This is an excellent history of the hazardous crossings of the Delaware by the Continental Army and state militias under George Washington in late December of 1776. The author does an excellent job of combining the human stories of these eventful days with the tactical and strategic ramifications of the winter campaigns that turned the tide of the Revolutionary War through victories in Trenton and Princeton. The contrast between the leadership styles of the American, British and Hessian armies is highlighted as well as the strengths and weaknesses of each group. The book also gives very interesting insight into the problems Washington experienced trying to lead so many independent groups and how his leadership style developed. The war was an excellent training ground for a future first president of a new nation with a new kind of government.
I highly recommend this book to everyone, but especially to all of those who have forgotten what little they ever knew about the Revolutionary War. Fischer proves that in depth analysis is not incompatible with a readable book.
Thursday, October 16, 2008
Toward the end of WWII, orphan Hattie Brooks travels to Montana to farm the 320 acre claim her uncle left her. Fulfilling the requirements to keep the land proves difficult, though, and navigating the social and political effects of the war is even more difficult, as Hattie befriends a woman and her German husband.
This Newbery Honor book was inspired by the author’s great-grandmother and is based on extensive research. Touching portraits of friends and neighbors and Hattie’s own struggle to do right by others creates a warm story full of heart.
Wednesday, October 8, 2008
Suzanne Collins’ “The Hunger Games” is the first book in a series about a dystopian future where the governments of North America have disintegrated and then reformed into Panem, a constituency of 13 districts harshly controlled by a group of conquerors in the Capitol. Each year the Capitol mounts the Hunger Games, in a sort of “The Lottery” meets “The Most Dangerous Game,” and each District must “randomly” select a young man and a young woman to fight to the death with young people chosen from the other districts while the rulers of Panem watch. Katniss Everdeen has put her name into the lottery extra times to get food credits for her family, but when her little sister Prim is the selection, Katniss takes her place. What follows is an ingenious, terrifying, heartbreaking, vividly atmospheric exercise as Katniss must survive by wit and skill as she watches enemies and friends fall to each other and to the cruel ingenuities of the Capitol spectators, and, as she and the boy who cares for her move relentlessly towards a final confrontation. The bad news is that “The Hunger Games,” fizzles at the end, with a potential romantic dilemma only partially played out, and an implied threat from the Capitol-ists in the distant background. The good news is, there will be a sequel in which, we hope, this compelling premise plays out to a satisfying conclusion.
Monday, October 6, 2008
Wendy Aron had suffered from depression and low self-esteem for most of her life. In this memoir she recounts how she began to overcome these obstacles. The process seems to be kick-started when she discovers that her long time therapist may move away. Her resulting panic leads her to a series of self-help education classes and seminars which eventually empower her to move beyond her difficult childhood.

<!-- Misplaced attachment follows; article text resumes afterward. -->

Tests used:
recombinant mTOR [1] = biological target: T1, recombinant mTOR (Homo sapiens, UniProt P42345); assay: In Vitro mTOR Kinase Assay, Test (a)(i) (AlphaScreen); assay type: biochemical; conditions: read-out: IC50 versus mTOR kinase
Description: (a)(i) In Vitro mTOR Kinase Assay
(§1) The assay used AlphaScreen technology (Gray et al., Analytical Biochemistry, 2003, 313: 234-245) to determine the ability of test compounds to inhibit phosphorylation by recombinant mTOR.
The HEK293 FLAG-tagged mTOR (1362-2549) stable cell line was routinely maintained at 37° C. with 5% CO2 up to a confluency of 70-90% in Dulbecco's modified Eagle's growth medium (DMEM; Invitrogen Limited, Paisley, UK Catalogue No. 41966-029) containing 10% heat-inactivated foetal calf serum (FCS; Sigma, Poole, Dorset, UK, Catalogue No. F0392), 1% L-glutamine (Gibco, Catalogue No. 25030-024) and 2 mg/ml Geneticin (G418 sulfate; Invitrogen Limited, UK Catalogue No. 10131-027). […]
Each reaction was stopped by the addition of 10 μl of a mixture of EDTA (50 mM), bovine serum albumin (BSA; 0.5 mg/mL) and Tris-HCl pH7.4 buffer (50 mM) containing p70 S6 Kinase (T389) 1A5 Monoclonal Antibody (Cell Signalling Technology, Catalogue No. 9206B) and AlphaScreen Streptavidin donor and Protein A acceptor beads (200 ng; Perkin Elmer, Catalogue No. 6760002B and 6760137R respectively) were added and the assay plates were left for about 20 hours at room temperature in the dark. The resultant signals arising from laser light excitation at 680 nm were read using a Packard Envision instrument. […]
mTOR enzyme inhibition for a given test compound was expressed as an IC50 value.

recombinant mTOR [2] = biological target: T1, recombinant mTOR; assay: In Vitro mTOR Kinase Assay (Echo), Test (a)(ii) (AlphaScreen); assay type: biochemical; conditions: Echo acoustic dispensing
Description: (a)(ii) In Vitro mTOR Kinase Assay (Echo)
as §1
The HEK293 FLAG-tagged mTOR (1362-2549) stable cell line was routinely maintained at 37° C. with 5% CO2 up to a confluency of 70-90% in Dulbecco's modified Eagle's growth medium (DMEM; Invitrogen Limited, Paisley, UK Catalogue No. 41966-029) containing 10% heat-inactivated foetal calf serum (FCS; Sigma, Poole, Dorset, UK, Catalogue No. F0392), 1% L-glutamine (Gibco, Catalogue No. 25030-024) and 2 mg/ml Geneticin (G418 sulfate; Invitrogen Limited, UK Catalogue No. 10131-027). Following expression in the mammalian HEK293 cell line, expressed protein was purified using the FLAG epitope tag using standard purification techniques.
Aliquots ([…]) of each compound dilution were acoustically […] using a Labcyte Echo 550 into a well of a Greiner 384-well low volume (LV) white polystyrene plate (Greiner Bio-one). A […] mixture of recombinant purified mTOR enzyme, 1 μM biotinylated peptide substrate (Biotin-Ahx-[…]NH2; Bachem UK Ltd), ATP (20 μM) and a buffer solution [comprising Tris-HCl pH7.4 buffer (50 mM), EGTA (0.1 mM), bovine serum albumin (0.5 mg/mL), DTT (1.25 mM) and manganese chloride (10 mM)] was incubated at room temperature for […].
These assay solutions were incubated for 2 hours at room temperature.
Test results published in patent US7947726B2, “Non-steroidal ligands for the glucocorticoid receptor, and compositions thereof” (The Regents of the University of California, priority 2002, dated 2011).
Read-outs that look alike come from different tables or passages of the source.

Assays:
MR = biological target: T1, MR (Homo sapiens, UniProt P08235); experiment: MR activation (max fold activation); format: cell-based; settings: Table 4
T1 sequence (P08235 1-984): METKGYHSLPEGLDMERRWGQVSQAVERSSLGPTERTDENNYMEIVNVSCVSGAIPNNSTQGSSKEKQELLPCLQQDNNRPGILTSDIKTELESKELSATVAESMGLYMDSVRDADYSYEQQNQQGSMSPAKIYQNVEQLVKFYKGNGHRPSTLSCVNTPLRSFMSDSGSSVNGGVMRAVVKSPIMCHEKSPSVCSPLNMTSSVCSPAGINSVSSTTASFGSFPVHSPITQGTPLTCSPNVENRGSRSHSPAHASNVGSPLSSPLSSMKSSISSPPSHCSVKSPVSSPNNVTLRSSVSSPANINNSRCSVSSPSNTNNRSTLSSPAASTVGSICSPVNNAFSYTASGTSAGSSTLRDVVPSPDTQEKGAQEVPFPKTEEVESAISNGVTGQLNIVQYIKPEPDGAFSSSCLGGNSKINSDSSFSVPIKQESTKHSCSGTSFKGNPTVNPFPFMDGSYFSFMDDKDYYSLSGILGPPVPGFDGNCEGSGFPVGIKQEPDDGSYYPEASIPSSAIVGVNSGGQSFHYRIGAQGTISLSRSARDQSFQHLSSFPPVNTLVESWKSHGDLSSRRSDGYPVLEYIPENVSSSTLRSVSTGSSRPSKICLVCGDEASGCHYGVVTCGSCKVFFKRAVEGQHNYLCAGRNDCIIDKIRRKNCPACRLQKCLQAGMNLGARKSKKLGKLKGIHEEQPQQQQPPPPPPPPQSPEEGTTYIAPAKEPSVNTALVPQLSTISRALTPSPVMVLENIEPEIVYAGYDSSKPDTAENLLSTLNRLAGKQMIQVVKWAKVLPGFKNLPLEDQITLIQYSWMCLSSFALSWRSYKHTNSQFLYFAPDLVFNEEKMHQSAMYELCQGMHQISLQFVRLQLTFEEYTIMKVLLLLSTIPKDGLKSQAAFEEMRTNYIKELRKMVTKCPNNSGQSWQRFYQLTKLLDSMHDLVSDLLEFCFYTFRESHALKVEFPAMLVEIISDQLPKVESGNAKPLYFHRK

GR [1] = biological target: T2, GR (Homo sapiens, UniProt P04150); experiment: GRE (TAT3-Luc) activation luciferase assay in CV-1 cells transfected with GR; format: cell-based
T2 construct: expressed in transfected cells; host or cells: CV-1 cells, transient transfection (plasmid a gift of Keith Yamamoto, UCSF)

I had hoped this book would be a lot funnier than it was. Don’t get me wrong, there were humorous moments and the book is well written and quick to read, but I didn’t feel I was entertained like I had been anticipating. That, I believe, is the danger of including the word “hilarious” in your subtitle….it builds an expectation which is very difficult to fulfill.
The Scarborough women are cursed. At age 18, they give birth to a daughter and then go mad unless they can complete the three impossible tasks laid out in the song “Scarborough Fair.” None of the women have ever succeeded in completing the three tasks, but Lucinda, the latest Scarborough to find herself pregnant, resists her fate, relying on her foster parents and her childhood friend Zach to help break the curse.
Although the story set up felt awkward, the premise of this novel is clever and the blend of fantasy, romance, and suspense in a modern setting will appeal to a wide variety of readers.
Friday, October 3, 2008
City of Bones draws heavily on books liked Wicked Lovely, Blue Bloods, and Harry Potter. The story begins with a young girl who is living a relatively normal life with her mother. Suddenly her eyes are opened to the fantastical world of creatures that inhabit the city around her after she witnesses a demon murder. When her mother is kidnapped she is drawn into their world and fights as one of them. This was an enjoyable, quick read, but by no means original.
Wednesday, October 1, 2008
Great news! Antsy Bonano is back, with many of the same goofball friends (and longsuffering family) as we grew to know and love in "The Schwa was Here." In this story, Antsy makes a new friend--Gunnar Umlaut, a doleful Swede, who works with Antsy on a school project to recreate the Dust Bowl in Gunnar's back yard. Gunnar suffers from a terminal disease so Antsy heads up a drive to get fellow students and teachers to donate time from their own lives to lengthen Gunnar's. He also gets a chance to hone his water-pouring skills in his father's new French-Italian restaurant, Paris/Capische. As usual, Antsy's laugh out loud adventures have the serious undertone of a young man learning to get along in the world and to become his best and truest self.